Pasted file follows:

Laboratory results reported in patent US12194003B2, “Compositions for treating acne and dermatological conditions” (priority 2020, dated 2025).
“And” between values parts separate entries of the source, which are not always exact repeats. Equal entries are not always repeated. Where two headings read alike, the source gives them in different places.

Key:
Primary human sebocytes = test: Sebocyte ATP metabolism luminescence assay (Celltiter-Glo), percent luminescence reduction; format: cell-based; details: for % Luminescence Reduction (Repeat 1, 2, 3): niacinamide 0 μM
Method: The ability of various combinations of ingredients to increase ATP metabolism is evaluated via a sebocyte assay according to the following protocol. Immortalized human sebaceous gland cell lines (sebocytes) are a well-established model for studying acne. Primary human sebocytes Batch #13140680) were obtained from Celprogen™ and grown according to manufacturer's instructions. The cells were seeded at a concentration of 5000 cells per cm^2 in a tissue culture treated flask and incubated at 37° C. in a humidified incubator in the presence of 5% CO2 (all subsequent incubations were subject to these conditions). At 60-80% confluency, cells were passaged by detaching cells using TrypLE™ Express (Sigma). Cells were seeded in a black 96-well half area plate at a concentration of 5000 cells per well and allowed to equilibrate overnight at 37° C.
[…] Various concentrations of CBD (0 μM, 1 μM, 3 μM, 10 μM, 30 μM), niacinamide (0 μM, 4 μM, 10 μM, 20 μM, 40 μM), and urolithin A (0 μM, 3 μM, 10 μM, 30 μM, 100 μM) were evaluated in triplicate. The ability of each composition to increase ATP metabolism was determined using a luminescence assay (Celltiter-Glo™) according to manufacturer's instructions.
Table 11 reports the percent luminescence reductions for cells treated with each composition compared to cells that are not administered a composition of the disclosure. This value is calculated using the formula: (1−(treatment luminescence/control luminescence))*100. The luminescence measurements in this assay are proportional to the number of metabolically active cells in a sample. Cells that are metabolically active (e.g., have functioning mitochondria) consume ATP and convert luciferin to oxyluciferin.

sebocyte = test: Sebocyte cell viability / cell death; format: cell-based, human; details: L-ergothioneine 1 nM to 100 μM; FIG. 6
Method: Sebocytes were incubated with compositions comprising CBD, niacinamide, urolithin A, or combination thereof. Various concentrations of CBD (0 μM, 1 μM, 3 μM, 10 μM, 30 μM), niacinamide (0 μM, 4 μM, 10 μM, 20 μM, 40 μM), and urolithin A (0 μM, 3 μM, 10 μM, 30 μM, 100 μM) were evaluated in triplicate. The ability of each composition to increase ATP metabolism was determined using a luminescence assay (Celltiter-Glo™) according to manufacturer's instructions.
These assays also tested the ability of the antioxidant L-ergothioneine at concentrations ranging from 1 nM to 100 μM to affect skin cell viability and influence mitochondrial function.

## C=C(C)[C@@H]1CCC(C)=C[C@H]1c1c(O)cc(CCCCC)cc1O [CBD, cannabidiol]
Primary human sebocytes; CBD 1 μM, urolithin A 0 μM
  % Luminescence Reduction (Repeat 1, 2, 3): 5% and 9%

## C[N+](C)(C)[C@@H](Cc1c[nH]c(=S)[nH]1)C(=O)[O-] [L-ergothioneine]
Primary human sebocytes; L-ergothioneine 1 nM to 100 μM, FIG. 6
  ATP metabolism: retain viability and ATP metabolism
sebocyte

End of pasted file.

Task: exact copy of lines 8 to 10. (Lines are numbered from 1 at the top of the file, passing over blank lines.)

sebocyte = test: Sebocyte cell viability / cell death; format: cell-based, human; details: L-ergothioneine 1 nM to 100 μM; FIG. 6
Method: Sebocytes were incubated with compositions comprising CBD, niacinamide, urolithin A, or combination thereof. Various concentrations of CBD (0 μM, 1 μM, 3 μM, 10 μM, 30 μM), niacinamide (0 μM, 4 μM, 10 μM, 20 μM, 40 μM), and urolithin A (0 μM, 3 μM, 10 μM, 30 μM, 100 μM) were evaluated in triplicate. The ability of each composition to increase ATP metabolism was determined using a luminescence assay (Celltiter-Glo™) according to manufacturer's instructions.
These assays also tested the ability of the antioxidant L-ergothioneine at concentrations ranging from 1 nM to 100 μM to affect skin cell viability and influence mitochondrial function.